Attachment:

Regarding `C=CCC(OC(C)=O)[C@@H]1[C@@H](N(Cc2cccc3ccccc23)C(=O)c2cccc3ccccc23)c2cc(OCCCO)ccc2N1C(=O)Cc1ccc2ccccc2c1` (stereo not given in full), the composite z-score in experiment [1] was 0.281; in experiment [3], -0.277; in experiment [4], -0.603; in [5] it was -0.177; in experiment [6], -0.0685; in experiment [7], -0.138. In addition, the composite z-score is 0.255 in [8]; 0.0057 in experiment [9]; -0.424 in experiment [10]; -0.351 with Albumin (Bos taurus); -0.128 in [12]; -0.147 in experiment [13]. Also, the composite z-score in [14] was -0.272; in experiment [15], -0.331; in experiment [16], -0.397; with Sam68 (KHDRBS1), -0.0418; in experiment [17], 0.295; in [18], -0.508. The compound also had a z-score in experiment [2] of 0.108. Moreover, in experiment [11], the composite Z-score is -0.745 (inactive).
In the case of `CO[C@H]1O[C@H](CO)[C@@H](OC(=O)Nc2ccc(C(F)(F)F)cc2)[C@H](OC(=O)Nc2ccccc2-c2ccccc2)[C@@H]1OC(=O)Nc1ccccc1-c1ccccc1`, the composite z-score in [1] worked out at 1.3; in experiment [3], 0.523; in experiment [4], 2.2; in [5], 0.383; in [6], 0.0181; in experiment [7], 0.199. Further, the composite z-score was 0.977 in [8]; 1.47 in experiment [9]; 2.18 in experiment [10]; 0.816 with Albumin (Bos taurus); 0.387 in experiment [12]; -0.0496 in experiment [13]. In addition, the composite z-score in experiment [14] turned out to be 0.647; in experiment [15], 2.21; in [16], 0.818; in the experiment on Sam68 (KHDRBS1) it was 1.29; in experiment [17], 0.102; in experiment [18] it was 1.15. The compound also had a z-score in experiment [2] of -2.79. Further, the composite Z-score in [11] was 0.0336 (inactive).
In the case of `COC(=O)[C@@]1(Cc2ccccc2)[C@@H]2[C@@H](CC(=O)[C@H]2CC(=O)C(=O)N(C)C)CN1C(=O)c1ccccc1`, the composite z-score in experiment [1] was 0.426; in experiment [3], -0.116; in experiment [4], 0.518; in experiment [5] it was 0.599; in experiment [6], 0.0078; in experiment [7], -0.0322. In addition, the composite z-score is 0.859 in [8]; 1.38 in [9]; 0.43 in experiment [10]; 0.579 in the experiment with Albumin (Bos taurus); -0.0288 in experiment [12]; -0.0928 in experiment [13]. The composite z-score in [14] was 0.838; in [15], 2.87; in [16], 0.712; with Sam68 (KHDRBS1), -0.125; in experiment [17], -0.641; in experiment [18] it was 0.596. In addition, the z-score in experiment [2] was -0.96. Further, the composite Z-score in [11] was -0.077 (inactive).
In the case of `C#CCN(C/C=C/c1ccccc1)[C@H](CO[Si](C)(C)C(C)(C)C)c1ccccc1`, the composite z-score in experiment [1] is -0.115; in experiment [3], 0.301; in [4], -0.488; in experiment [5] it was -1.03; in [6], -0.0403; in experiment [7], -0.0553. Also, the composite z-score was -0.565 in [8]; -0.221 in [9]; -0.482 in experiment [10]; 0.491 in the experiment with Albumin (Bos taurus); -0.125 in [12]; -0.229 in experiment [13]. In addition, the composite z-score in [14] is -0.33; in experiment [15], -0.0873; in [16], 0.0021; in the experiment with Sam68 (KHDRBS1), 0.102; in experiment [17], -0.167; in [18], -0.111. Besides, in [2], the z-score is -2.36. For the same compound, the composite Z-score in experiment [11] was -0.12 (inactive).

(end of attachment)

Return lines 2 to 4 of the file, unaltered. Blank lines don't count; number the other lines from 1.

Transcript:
In the case of `CO[C@H]1O[C@H](CO)[C@@H](OC(=O)Nc2ccc(C(F)(F)F)cc2)[C@H](OC(=O)Nc2ccccc2-c2ccccc2)[C@@H]1OC(=O)Nc1ccccc1-c1ccccc1`, the composite z-score in [1] worked out at 1.3; in experiment [3], 0.523; in experiment [4], 2.2; in [5], 0.383; in [6], 0.0181; in experiment [7], 0.199. Further, the composite z-score was 0.977 in [8]; 1.47 in experiment [9]; 2.18 in experiment [10]; 0.816 with Albumin (Bos taurus); 0.387 in experiment [12]; -0.0496 in experiment [13]. In addition, the composite z-score in experiment [14] turned out to be 0.647; in experiment [15], 2.21; in [16], 0.818; in the experiment on Sam68 (KHDRBS1) it was 1.29; in experiment [17], 0.102; in experiment [18] it was 1.15. The compound also had a z-score in experiment [2] of -2.79. Further, the composite Z-score in [11] was 0.0336 (inactive).
In the case of `COC(=O)[C@@]1(Cc2ccccc2)[C@@H]2[C@@H](CC(=O)[C@H]2CC(=O)C(=O)N(C)C)CN1C(=O)c1ccccc1`, the composite z-score in experiment [1] was 0.426; in experiment [3], -0.116; in experiment [4], 0.518; in experiment [5] it was 0.599; in experiment [6], 0.0078; in experiment [7], -0.0322. In addition, the composite z-score is 0.859 in [8]; 1.38 in [9]; 0.43 in experiment [10]; 0.579 in the experiment with Albumin (Bos taurus); -0.0288 in experiment [12]; -0.0928 in experiment [13]. The composite z-score in [14] was 0.838; in [15], 2.87; in [16], 0.712; with Sam68 (KHDRBS1), -0.125; in experiment [17], -0.641; in experiment [18] it was 0.596. In addition, the z-score in experiment [2] was -0.96. Further, the composite Z-score in [11] was -0.077 (inactive).
In the case of `C#CCN(C/C=C/c1ccccc1)[C@H](CO[Si](C)(C)C(C)(C)C)c1ccccc1`, the composite z-score in experiment [1] is -0.115; in experiment [3], 0.301; in [4], -0.488; in experiment [5] it was -1.03; in [6], -0.0403; in experiment [7], -0.0553. Also, the composite z-score was -0.565 in [8]; -0.221 in [9]; -0.482 in experiment [10]; 0.491 in the experiment with Albumin (Bos taurus); -0.125 in [12]; -0.229 in experiment [13]. In addition, the composite z-score in [14] is -0.33; in experiment [15], -0.0873; in [16], 0.0021; in the experiment with Sam68 (KHDRBS1), 0.102; in experiment [17], -0.167; in [18], -0.111. Besides, in [2], the z-score is -2.36. For the same compound, the composite Z-score in experiment [11] was -0.12 (inactive).